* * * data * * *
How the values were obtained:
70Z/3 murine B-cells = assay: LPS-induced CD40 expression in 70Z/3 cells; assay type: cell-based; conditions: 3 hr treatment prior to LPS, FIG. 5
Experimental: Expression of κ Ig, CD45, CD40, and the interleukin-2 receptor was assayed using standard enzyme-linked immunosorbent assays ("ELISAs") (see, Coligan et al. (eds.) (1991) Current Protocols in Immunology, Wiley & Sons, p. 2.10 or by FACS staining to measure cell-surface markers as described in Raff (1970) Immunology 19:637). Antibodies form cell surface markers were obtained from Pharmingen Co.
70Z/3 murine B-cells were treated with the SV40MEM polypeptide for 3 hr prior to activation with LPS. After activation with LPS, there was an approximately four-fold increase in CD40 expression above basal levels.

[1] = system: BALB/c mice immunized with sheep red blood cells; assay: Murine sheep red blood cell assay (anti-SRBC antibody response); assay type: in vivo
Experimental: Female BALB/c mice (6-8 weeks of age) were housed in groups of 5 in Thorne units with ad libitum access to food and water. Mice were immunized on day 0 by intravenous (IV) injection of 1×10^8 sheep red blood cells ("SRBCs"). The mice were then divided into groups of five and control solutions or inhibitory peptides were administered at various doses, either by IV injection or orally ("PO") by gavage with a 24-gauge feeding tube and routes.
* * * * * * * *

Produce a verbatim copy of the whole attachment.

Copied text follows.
How the values were obtained:
70Z/3 murine B-cells = assay: LPS-induced CD40 expression in 70Z/3 cells; assay type: cell-based; conditions: 3 hr treatment prior to LPS, FIG. 5
Experimental: Expression of κ Ig, CD45, CD40, and the interleukin-2 receptor was assayed using standard enzyme-linked immunosorbent assays ("ELISAs") (see, Coligan et al. (eds.) (1991) Current Protocols in Immunology, Wiley & Sons, p. 2.10 or by FACS staining to measure cell-surface markers as described in Raff (1970) Immunology 19:637). Antibodies form cell surface markers were obtained from Pharmingen Co.
70Z/3 murine B-cells were treated with the SV40MEM polypeptide for 3 hr prior to activation with LPS. After activation with LPS, there was an approximately four-fold increase in CD40 expression above basal levels.

[1] = system: BALB/c mice immunized with sheep red blood cells; assay: Murine sheep red blood cell assay (anti-SRBC antibody response); assay type: in vivo
Experimental: Female BALB/c mice (6-8 weeks of age) were housed in groups of 5 in Thorne units with ad libitum access to food and water. Mice were immunized on day 0 by intravenous (IV) injection of 1×10^8 sheep red blood cells ("SRBCs"). The mice were then divided into groups of five and control solutions or inhibitory peptides were administered at various doses, either by IV injection or orally ("PO") by gavage with a 24-gauge feeding tube and routes.